Black Friday – Our new Holy Day of Shopping Obligation

THE FOLLOWING IS A REPRINT OF A BLOG ENTRY I MADE ON THESE PAGES 7 YEARS AGO. I FEEL IT’S JUST AS IMPORTANT TO SAY IT ALL AGAIN THIS WEEK:

Black Friday – Our New Holy Day of Shopping Obligation

It’s bad enough that Christmas has been largely stripped of its spiritual dimension. Now Americans are in the process of reducing Thanksgiving to a similarly empty materialistic exercise. Thanksgiving, as the word implies, involves pausing to express our gratitude for the people, gifts, and blessings that give meaning and depth to our lives.

Over the past few years this aspect of the Holiday has taken a back seat to a new phenomenon – Black Friday. In fact, television commercials and Internet ads seem to breeze past Thursday entirely, pointing us to the day after and creating a National Shoppers’ Day. This artificial commercial construct and the hyping it receives contain a pernicious message for all: you are defined by what you own. So be thankful that there is no problem in your life that can’t be solved by the purchase of this year’s “must have” items; be thankful that you live in a society where your most materialistic impulses can enjoy immediate gratification.

Of course, biologically and sociologically speaking, instant gratification is the domain of the infant. And this eternal infant in all of us, whether we are 3 years old or 53 years old, is the target of the Black Friday assault.

It’s an interesting holiday recipe: start with a cup of envy, add a half stick of greed, flavor it all with a sense of personal insufficiency. Baste frequently with false promises of easy fulfillment through material acquisition. Sprinkle with easy credit every 15 minutes. Simmer over constant low heat until it all comes to a boil of artificially created shoppers’ hysteria. Then open the doors around midnight and get out of the way.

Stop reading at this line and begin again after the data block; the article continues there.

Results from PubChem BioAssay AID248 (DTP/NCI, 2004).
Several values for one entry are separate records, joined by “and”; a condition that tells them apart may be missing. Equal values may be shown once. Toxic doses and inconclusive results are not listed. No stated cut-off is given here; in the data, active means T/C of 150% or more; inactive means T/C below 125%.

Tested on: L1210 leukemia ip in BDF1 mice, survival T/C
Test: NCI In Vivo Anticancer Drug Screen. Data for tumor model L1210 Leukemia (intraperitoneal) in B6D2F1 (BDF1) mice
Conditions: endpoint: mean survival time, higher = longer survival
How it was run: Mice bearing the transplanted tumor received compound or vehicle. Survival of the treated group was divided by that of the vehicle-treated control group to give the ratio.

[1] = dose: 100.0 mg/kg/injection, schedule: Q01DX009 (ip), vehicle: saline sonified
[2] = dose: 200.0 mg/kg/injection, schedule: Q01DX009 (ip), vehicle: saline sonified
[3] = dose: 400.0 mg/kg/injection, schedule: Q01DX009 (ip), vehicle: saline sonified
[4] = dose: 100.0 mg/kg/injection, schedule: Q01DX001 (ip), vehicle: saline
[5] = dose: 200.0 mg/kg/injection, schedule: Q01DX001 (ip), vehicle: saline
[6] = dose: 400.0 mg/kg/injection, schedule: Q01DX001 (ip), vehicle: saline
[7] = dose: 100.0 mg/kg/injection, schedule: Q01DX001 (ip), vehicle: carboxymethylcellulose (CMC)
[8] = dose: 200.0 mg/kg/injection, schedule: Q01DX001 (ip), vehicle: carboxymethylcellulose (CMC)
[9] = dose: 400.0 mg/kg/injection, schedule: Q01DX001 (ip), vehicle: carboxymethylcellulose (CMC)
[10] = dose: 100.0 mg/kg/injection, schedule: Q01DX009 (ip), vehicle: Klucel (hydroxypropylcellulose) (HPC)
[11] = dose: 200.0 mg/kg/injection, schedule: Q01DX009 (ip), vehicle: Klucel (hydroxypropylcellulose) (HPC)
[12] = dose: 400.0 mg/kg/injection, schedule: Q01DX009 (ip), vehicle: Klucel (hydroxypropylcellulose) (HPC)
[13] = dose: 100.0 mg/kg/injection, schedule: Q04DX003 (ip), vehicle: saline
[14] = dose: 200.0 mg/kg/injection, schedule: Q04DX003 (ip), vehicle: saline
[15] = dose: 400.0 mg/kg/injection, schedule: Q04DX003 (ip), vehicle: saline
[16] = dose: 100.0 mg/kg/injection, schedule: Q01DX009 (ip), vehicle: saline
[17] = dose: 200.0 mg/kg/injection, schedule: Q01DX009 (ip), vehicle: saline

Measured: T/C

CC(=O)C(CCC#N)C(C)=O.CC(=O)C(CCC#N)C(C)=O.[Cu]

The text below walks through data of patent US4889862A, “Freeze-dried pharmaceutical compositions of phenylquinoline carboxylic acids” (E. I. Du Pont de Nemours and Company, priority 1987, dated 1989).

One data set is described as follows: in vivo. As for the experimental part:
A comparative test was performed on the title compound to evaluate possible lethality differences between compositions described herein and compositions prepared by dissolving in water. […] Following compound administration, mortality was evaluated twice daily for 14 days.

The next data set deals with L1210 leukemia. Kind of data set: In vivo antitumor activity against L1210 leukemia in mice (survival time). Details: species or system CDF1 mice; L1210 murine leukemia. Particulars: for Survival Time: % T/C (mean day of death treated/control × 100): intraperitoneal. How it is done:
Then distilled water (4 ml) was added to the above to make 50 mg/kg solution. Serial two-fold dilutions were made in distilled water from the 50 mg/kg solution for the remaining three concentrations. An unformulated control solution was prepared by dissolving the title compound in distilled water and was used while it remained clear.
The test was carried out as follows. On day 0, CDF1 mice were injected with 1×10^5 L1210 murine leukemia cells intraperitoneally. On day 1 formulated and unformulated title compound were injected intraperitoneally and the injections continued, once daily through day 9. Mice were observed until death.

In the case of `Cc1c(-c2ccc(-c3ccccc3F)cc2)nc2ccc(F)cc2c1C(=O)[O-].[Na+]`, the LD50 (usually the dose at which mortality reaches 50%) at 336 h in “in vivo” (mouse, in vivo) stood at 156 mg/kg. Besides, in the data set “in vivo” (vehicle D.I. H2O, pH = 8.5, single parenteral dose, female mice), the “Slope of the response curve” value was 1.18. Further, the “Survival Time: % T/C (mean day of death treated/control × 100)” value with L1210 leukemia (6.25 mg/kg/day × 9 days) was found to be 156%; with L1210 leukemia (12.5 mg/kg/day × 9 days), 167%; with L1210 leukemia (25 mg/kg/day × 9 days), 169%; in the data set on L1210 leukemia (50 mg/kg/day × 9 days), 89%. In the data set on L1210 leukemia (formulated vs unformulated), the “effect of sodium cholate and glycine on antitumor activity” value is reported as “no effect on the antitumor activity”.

Look, if people want to fall for this I guess they will. I just think it’s a shame. And a sham.

Here’s what is REALLY going on: In our lousy economy, retailers are concerned that people will be sufficiently hesitant about going even deeper into debt that they will pull back in their holiday spending to more responsible levels. But – if they can be sufficiently seduced at the start of the shopping “season” – they will part with their money early on, and you still have four more weeks to convince them they still haven’t spent enough in their inexorable march toward insolvency.

An overstatement? I hardly think so. Americans are merely employing on the family level the behaviors our government is practicing on the national level.

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